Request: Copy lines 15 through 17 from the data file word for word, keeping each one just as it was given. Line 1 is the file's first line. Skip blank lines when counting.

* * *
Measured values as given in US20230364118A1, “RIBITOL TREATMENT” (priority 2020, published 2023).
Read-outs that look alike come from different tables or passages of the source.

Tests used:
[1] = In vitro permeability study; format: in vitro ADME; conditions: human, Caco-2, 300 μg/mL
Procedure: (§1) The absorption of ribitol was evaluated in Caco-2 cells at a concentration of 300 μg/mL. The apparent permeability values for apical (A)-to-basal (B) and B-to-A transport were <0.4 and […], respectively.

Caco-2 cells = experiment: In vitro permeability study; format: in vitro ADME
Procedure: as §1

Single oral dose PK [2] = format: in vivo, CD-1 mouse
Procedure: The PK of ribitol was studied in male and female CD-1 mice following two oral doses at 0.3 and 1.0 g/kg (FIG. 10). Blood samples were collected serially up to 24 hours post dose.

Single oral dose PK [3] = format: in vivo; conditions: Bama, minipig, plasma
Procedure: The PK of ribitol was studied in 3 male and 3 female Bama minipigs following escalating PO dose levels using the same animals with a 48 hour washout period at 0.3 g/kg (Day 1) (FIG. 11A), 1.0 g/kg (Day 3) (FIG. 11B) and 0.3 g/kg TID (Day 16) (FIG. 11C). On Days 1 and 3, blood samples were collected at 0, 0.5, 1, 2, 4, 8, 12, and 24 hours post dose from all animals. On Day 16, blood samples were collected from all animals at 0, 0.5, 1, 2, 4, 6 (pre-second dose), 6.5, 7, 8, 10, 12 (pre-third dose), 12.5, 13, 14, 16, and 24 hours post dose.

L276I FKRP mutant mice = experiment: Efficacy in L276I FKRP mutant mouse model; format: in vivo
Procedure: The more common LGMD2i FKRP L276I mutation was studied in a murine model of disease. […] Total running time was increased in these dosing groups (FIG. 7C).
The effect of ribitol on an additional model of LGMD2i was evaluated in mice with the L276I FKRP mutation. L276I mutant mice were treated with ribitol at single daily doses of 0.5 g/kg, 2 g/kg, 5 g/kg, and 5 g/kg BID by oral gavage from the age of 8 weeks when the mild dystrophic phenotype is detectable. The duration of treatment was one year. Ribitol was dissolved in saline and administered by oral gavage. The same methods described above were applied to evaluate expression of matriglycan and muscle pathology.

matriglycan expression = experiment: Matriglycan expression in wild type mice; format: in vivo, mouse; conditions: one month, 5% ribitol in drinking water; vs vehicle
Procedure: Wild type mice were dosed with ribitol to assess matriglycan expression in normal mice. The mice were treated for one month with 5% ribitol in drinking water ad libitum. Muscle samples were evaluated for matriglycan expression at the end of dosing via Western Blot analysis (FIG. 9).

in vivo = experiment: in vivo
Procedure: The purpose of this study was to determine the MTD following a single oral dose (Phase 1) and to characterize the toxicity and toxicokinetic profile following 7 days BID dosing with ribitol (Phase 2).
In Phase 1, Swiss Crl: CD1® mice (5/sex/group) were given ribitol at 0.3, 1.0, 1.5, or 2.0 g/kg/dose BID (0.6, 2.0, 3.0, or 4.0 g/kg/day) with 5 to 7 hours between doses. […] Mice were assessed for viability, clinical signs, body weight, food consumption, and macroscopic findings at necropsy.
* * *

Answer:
matriglycan expression = experiment: Matriglycan expression in wild type mice; format: in vivo, mouse; conditions: one month, 5% ribitol in drinking water; vs vehicle
Procedure: Wild type mice were dosed with ribitol to assess matriglycan expression in normal mice. The mice were treated for one month with 5% ribitol in drinking water ad libitum. Muscle samples were evaluated for matriglycan expression at the end of dosing via Western Blot analysis (FIG. 9).

in vivo = experiment: in vivo